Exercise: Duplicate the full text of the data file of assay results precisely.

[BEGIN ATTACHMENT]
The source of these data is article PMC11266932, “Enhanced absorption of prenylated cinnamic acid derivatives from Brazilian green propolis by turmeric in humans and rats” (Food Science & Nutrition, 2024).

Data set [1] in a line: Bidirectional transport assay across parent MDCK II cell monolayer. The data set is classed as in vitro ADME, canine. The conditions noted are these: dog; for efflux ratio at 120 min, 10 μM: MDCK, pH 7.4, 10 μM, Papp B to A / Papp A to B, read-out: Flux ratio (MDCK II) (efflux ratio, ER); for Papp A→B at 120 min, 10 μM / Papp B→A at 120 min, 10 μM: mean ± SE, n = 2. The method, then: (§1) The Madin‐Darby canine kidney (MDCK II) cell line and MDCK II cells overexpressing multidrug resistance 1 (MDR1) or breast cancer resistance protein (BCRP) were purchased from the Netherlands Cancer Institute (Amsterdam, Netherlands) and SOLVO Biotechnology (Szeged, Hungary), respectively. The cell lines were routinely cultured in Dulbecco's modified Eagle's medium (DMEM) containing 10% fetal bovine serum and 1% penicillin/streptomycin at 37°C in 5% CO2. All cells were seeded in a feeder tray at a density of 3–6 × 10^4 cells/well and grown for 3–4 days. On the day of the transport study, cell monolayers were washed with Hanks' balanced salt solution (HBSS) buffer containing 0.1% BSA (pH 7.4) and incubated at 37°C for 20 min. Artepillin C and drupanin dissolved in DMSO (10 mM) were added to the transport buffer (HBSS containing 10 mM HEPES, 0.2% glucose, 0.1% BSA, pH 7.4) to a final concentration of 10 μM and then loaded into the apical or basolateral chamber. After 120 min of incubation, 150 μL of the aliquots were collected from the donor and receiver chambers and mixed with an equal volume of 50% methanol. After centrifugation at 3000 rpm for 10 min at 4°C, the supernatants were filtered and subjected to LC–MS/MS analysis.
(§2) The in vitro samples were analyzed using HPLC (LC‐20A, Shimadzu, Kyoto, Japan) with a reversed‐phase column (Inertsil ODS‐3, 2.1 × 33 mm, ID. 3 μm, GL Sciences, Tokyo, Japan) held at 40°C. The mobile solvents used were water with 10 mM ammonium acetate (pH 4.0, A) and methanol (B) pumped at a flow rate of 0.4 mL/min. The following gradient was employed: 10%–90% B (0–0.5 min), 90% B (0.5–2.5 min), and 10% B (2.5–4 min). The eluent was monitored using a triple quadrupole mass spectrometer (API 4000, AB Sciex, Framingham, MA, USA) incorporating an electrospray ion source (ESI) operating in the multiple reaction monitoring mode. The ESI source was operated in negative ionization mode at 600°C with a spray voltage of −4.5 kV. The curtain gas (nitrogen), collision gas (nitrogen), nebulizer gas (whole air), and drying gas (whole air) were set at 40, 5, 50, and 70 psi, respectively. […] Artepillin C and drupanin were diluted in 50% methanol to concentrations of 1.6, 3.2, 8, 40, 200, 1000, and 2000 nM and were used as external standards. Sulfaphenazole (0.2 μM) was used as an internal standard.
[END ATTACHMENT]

The source of these data is article PMC11266932, “Enhanced absorption of prenylated cinnamic acid derivatives from Brazilian green propolis by turmeric in humans and rats” (Food Science & Nutrition, 2024).

Data set [1] in a line: Bidirectional transport assay across parent MDCK II cell monolayer. The data set is classed as in vitro ADME, canine. The conditions noted are these: dog; for efflux ratio at 120 min, 10 μM: MDCK, pH 7.4, 10 μM, Papp B to A / Papp A to B, read-out: Flux ratio (MDCK II) (efflux ratio, ER); for Papp A→B at 120 min, 10 μM / Papp B→A at 120 min, 10 μM: mean ± SE, n = 2. The method, then: (§1) The Madin‐Darby canine kidney (MDCK II) cell line and MDCK II cells overexpressing multidrug resistance 1 (MDR1) or breast cancer resistance protein (BCRP) were purchased from the Netherlands Cancer Institute (Amsterdam, Netherlands) and SOLVO Biotechnology (Szeged, Hungary), respectively. The cell lines were routinely cultured in Dulbecco's modified Eagle's medium (DMEM) containing 10% fetal bovine serum and 1% penicillin/streptomycin at 37°C in 5% CO2. All cells were seeded in a feeder tray at a density of 3–6 × 10^4 cells/well and grown for 3–4 days. On the day of the transport study, cell monolayers were washed with Hanks' balanced salt solution (HBSS) buffer containing 0.1% BSA (pH 7.4) and incubated at 37°C for 20 min. Artepillin C and drupanin dissolved in DMSO (10 mM) were added to the transport buffer (HBSS containing 10 mM HEPES, 0.2% glucose, 0.1% BSA, pH 7.4) to a final concentration of 10 μM and then loaded into the apical or basolateral chamber. After 120 min of incubation, 150 μL of the aliquots were collected from the donor and receiver chambers and mixed with an equal volume of 50% methanol. After centrifugation at 3000 rpm for 10 min at 4°C, the supernatants were filtered and subjected to LC–MS/MS analysis.
(§2) The in vitro samples were analyzed using HPLC (LC‐20A, Shimadzu, Kyoto, Japan) with a reversed‐phase column (Inertsil ODS‐3, 2.1 × 33 mm, ID. 3 μm, GL Sciences, Tokyo, Japan) held at 40°C. The mobile solvents used were water with 10 mM ammonium acetate (pH 4.0, A) and methanol (B) pumped at a flow rate of 0.4 mL/min. The following gradient was employed: 10%–90% B (0–0.5 min), 90% B (0.5–2.5 min), and 10% B (2.5–4 min). The eluent was monitored using a triple quadrupole mass spectrometer (API 4000, AB Sciex, Framingham, MA, USA) incorporating an electrospray ion source (ESI) operating in the multiple reaction monitoring mode. The ESI source was operated in negative ionization mode at 600°C with a spray voltage of −4.5 kV. The curtain gas (nitrogen), collision gas (nitrogen), nebulizer gas (whole air), and drying gas (whole air) were set at 40, 5, 50, and 70 psi, respectively. […] Artepillin C and drupanin were diluted in 50% methanol to concentrations of 1.6, 3.2, 8, 40, 200, 1000, and 2000 nM and were used as external standards. Sulfaphenazole (0.2 μM) was used as an internal standard.